required by foreign countries attesting to the validity of a notarized
signature on a U.S. document. (Also applies to certain non-notarized
certified copies.) In California, apostilles are performed by the
California Secretary of State's office after the documents have been
notarized by a California notary public and verified by a county
Why is the Annual Percentage Rate (APR) typically higher?
A required Truth in Lending Act disclosure
for consumer loans. It is a calculation of the cost of credit as a
yearly rate, shown as a percentage. It is typically higher than the
interest rate because it incorporates prepaid finance charges that are
What does Authentication mean?
A procedure performed by the California
Secretary of State that provides authentication of public official
signatures - including notarization(s) - on documents that are to be used
outside the United States. The country of destination determines
whether the authentication is to be done as an apostille or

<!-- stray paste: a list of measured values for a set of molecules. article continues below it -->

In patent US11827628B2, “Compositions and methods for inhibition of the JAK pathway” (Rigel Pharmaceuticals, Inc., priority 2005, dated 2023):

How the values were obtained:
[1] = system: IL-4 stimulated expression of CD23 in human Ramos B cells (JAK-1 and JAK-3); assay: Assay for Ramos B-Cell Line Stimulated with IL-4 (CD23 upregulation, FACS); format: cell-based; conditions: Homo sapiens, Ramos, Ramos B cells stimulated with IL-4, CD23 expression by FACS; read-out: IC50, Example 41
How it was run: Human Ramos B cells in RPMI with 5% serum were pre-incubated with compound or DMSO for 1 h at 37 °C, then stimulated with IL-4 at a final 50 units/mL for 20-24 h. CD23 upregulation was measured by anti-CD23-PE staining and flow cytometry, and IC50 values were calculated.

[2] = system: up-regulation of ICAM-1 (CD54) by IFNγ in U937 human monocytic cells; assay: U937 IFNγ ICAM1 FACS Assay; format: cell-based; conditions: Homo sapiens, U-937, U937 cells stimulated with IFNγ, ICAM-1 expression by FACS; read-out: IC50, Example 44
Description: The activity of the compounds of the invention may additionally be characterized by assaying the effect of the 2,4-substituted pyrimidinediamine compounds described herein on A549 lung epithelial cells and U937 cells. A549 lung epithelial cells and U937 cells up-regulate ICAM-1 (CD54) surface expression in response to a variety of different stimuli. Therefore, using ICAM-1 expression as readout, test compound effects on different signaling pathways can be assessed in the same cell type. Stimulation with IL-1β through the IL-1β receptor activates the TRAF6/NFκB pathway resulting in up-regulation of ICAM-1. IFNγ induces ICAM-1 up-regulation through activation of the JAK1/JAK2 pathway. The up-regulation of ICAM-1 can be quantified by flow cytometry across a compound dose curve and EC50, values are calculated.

What is a Balloon payment?
A scheduled payment due at the end of a
loan term that is substantially greater than the regular monthly
payments. It is designed to occur when the regular payments do not pay
off all principal and interest owing (not fully amortizing) on the loan
over the term of the loan.
Who pays the Broker Compensation or Fee?
The amount of money the broker will
receive for finding a loan for a borrower. This amount may be paid by
the borrower, by the lender, or shared by both.
A duplicate of an original document, such as a birth certificate, marriage certificate, or divorce decree, that has been certified
as an exact reproduction, usually by the officer/clerk responsible for
issuing or keeping the original. In California, notaries may only
certify copies of power of attorney documents.
When a notarized document is authenticated
by the California Secretary of State for use outside the United States,
the authentication takes the form of either an apostille or
certification, depending upon the wishes of the destination country.
What determines the Closing date?
The time when loan and mortgage
documents are formally signed and the loan transaction is completed.
Also called loan closing or settlement.
Who is the Closing Agent?
The person who organizes and is in charge of the
loan closing. The closing agent can explain all documents the borrower